Silicon Alley

Why New York tech is still lagging

August 26, 2013: 5:00 AM ET

Tech is big in New York -- but the alley still ain't the valley. Here's our annual report card.

New York City Skyline At NightFORTUNE -- Last May when Yahoo (YHOO) CEO Marissa Mayer paid $1.1 billion in cash to buy Tumblr, New York techies cheered. Finally! A New York startup exits for more than a billion dollars! This hasn't happened since Doubleclick sold to Google in 2007. And it is one of the signs people look for in determining whether the tech scene is robust enough to rival Silicon Valley.

At least once a year, a New York journalist -- often someone at Fortune -- writes a story claiming that Silicon Alley has come of age and can finally compete with Silicon Valley. (It should be noted: I've never read a "Can Silicon Valley keep up with NY?" story.) Every year, New York's tech scene is hotter. It's been a decade since Google opened its New York offices across the street from Chelsea Market, and the company now houses 10% of its staff here including 1,500 engineers. Cornell NYC Tech's first group of students -- a seven-member "beta" class -- started their studies last January at the program's temporary offices -- in the Google (GOOG) building. And a growing crop of tech startups from Etsy and ZocDoc to Fab are finding there is enough talent, space, and local government support to stay in New York even as they grow.

But the New York tech scene still lacks some of the most crucial elements of a mature ecosystem. Exactly a year ago, I outlined the three factors holding New York back. Herewith, I offer a report card on our progress:

1. Money. Investors put $1.7 billion into NYC startups in 2012, a jump of 54% from five years ago, according to the MoneyTree report produced by PwC and the National Venture Capital Association. But most of that money still comes from the West Coast. New York City has a number of angel and early stage investors, but few larger tech funds.

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Thrillist CEO Ben Lerer, who flew to the Bay Area to raise $13 million last year for his dude media empire last year, says things have gotten a little better. Later-stage investment is still lacking in New York, he says, but there's more money for A rounds. Lerer, who is also an investor with seed stage venture fund Lerer Ventures, explains: "A few funds that built their brands on seed stage deals have raised larger funds now so they've shifted their dollars a little later-stage to put more money to work."

2. People. Most New York tech executives and investors still say New York needs more talent, but then, there's a talent shortage everywhere. What's clear is that the engineering investments Google, Facebook (FB), and other large tech companies have made in New York are paying off. A vibrant and growing community of developers is emerging. As important now, says Betaworks CEO John Borthwick, is "experienced people who can scale businesses."

Birchbox CEO Katia Beauchamp says recruiting is getting easier this year. Partly that's because her sample subscription service is becoming more established, but she also credits the evolution of the ecosystem of engineers in the city. And she highlights the positive aspects of operating within a smaller ecosystem. "You actually run into people and develop relationships," she says. "It feels like an intimate community."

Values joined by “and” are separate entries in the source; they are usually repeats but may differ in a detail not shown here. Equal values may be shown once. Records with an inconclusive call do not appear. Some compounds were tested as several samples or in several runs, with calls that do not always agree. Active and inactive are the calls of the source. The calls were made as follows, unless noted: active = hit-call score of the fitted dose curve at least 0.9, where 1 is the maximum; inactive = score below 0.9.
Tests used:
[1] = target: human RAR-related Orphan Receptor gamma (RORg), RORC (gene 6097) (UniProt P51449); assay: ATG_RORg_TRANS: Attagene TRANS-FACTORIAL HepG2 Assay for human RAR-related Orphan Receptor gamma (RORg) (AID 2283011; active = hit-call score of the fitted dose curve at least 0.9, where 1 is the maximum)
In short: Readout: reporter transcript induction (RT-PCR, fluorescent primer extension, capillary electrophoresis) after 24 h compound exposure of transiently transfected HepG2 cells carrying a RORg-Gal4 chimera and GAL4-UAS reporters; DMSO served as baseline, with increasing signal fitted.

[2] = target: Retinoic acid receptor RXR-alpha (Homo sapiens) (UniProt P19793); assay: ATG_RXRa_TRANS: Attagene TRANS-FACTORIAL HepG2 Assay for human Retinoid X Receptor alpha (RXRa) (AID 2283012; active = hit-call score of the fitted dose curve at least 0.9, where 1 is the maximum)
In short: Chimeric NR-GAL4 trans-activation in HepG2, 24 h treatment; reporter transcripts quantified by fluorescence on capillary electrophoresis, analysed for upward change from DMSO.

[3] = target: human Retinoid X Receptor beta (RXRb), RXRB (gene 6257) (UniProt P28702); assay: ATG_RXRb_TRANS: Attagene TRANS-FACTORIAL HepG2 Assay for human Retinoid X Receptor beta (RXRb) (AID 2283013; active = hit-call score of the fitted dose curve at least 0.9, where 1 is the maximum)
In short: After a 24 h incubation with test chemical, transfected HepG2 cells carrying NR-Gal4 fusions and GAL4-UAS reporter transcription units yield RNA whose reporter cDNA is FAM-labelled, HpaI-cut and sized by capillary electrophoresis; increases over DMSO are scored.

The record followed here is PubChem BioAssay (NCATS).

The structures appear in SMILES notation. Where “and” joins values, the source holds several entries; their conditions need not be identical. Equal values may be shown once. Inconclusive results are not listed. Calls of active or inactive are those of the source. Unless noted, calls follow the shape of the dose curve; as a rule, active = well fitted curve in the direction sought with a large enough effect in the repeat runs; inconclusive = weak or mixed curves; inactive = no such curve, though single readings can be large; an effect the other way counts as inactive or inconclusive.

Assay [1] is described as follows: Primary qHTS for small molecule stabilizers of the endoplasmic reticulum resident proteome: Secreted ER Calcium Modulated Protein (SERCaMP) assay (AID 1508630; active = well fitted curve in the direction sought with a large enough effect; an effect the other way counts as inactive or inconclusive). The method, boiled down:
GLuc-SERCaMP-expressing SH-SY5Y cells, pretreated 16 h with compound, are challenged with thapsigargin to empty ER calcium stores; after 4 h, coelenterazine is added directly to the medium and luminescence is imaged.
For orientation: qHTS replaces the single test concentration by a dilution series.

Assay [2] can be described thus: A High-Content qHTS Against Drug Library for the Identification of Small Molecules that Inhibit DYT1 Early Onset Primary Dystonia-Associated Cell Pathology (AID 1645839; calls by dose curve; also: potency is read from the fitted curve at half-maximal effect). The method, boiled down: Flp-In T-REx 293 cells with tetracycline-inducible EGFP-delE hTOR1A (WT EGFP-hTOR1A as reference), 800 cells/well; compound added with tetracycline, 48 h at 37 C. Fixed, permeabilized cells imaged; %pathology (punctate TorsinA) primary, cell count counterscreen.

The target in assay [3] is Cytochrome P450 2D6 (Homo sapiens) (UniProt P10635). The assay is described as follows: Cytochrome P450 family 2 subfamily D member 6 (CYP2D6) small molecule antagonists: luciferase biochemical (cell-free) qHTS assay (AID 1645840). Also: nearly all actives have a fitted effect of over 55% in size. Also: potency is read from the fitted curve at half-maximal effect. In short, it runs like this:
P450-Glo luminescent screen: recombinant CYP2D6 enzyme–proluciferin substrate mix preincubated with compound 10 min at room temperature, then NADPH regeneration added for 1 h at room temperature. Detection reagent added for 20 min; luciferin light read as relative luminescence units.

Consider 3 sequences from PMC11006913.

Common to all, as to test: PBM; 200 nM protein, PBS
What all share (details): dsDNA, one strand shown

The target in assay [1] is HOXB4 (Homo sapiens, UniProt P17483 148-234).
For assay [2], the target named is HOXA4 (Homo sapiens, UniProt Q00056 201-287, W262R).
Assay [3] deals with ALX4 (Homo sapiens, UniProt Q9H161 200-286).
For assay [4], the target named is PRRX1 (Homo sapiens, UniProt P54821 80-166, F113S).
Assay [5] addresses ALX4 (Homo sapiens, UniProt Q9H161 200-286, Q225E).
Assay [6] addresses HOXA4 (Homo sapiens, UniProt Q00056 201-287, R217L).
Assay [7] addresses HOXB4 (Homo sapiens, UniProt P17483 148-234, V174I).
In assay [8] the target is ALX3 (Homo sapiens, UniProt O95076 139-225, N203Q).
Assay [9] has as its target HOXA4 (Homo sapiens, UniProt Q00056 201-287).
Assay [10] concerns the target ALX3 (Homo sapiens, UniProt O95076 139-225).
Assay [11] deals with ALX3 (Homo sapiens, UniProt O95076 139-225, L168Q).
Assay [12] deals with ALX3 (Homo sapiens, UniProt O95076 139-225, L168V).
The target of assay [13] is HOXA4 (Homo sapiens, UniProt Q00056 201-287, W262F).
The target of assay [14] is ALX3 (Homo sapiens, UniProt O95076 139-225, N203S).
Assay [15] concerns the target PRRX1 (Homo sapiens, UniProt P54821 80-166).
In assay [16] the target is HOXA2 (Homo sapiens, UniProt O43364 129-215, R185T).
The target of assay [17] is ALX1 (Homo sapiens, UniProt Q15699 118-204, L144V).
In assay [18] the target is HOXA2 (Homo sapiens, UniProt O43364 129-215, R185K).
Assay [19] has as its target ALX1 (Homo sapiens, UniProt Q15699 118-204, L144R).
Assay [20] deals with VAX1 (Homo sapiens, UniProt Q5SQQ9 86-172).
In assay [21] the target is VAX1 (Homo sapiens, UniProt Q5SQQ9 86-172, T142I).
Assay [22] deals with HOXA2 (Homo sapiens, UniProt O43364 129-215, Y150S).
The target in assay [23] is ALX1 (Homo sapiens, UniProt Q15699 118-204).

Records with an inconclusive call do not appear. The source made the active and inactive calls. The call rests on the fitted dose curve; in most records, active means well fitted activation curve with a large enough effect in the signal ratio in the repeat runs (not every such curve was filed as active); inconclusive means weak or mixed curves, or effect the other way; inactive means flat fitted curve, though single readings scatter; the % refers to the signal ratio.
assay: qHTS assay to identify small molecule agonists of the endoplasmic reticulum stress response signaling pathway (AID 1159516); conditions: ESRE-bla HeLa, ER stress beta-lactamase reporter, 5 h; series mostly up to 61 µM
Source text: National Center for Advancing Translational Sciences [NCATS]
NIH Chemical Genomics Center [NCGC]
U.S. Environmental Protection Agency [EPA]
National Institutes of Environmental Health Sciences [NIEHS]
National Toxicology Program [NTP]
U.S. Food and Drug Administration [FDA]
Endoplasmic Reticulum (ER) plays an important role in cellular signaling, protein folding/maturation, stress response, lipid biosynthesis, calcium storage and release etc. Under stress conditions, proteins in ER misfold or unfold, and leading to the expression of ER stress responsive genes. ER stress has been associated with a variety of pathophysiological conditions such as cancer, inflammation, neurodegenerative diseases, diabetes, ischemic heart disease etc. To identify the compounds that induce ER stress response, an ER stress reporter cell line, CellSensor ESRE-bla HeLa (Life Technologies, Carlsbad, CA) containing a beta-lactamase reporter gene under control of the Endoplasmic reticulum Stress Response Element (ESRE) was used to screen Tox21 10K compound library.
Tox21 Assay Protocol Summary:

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Meanwhile, New York's original tech heavyweight, Kevin Ryan, has been very involved in hiring for software company 10gen. He and cofounders Dwight Merriman and Eliot Horowitz invite candidates to work from either the New York or the Palo Alto office. In the last year, he says, more new hires have chosen to work from New York than San Francisco. Office space is cheaper, too, at the moment. In downtown Palo Alto, the company pays $75 per square foot; in Times Square, it's $60 per square foot.

3. Exits. Tumblr is the main event in New York this year. But it's not the only massive exit. Earlier this summer, 3-D printing company Stratasys (SSYS) purchased the Brooklyn-based 3-D desktop printing company Makerbot in a $403 million stock deal. And in May, Priceline (PCLN) completed its $1.8 billion dollar acquisition of the Norwalk, Conn.-based online travel booking company Kayak. (Norwalk, for all you skeptics with a narrow definition of NYC, is about an hour's drive from Manhattan -- roughly the same as the distance between San Francisco and Cupertino, Calif.)

Ken Lerer, another New York tech stalwart (and father of Ben), says the momentum is gaining. "I assume a very active next six months continuing into next year," he says. "It's like an epidemic -- once you get to a certain place it has a momentum of itself."

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The next year promises to be significant for the New York City tech community. One of tech's most powerful advocates, New York City Mayor Michael Bloomberg, will step down this fall after his third term, and a new mayor will be elected. Cornell NYC Tech will graduate its first class. Any of a dozen private tech companies may move closer to an initial public offering.

Could this be the year that the city births a tech giant of its own with the acquisitive power and the sheer ambition of Google? That will be the event that will finally merit Silicon Alley's comparisons to the valley.

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